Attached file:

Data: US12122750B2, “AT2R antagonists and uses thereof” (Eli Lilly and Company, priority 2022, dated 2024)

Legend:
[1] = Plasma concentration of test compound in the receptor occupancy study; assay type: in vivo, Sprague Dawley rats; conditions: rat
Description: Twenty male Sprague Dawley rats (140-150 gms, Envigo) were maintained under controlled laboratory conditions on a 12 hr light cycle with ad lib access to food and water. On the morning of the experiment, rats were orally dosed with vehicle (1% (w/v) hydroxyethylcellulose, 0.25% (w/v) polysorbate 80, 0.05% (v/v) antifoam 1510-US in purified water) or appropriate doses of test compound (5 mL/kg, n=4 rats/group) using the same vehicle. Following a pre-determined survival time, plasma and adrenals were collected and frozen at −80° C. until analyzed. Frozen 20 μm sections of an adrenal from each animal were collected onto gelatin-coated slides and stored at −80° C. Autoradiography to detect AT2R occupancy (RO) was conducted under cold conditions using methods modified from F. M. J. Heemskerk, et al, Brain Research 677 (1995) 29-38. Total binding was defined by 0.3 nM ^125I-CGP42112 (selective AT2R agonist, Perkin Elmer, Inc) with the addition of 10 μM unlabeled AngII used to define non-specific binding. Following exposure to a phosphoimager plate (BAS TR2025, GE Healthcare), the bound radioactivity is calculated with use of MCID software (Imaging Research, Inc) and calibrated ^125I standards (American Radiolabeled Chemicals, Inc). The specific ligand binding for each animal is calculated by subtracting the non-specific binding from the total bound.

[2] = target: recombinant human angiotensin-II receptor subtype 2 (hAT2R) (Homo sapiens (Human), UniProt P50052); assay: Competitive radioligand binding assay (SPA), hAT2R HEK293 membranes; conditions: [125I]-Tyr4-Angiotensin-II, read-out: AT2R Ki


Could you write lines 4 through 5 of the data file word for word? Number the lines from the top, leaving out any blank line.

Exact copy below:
Description: Twenty male Sprague Dawley rats (140-150 gms, Envigo) were maintained under controlled laboratory conditions on a 12 hr light cycle with ad lib access to food and water. On the morning of the experiment, rats were orally dosed with vehicle (1% (w/v) hydroxyethylcellulose, 0.25% (w/v) polysorbate 80, 0.05% (v/v) antifoam 1510-US in purified water) or appropriate doses of test compound (5 mL/kg, n=4 rats/group) using the same vehicle. Following a pre-determined survival time, plasma and adrenals were collected and frozen at −80° C. until analyzed. Frozen 20 μm sections of an adrenal from each animal were collected onto gelatin-coated slides and stored at −80° C. Autoradiography to detect AT2R occupancy (RO) was conducted under cold conditions using methods modified from F. M. J. Heemskerk, et al, Brain Research 677 (1995) 29-38. Total binding was defined by 0.3 nM ^125I-CGP42112 (selective AT2R agonist, Perkin Elmer, Inc) with the addition of 10 μM unlabeled AngII used to define non-specific binding. Following exposure to a phosphoimager plate (BAS TR2025, GE Healthcare), the bound radioactivity is calculated with use of MCID software (Imaging Research, Inc) and calibrated ^125I standards (American Radiolabeled Chemicals, Inc). The specific ligand binding for each animal is calculated by subtracting the non-specific binding from the total bound.

[2] = target: recombinant human angiotensin-II receptor subtype 2 (hAT2R) (Homo sapiens (Human), UniProt P50052); assay: Competitive radioligand binding assay (SPA), hAT2R HEK293 membranes; conditions: [125I]-Tyr4-Angiotensin-II, read-out: AT2R Ki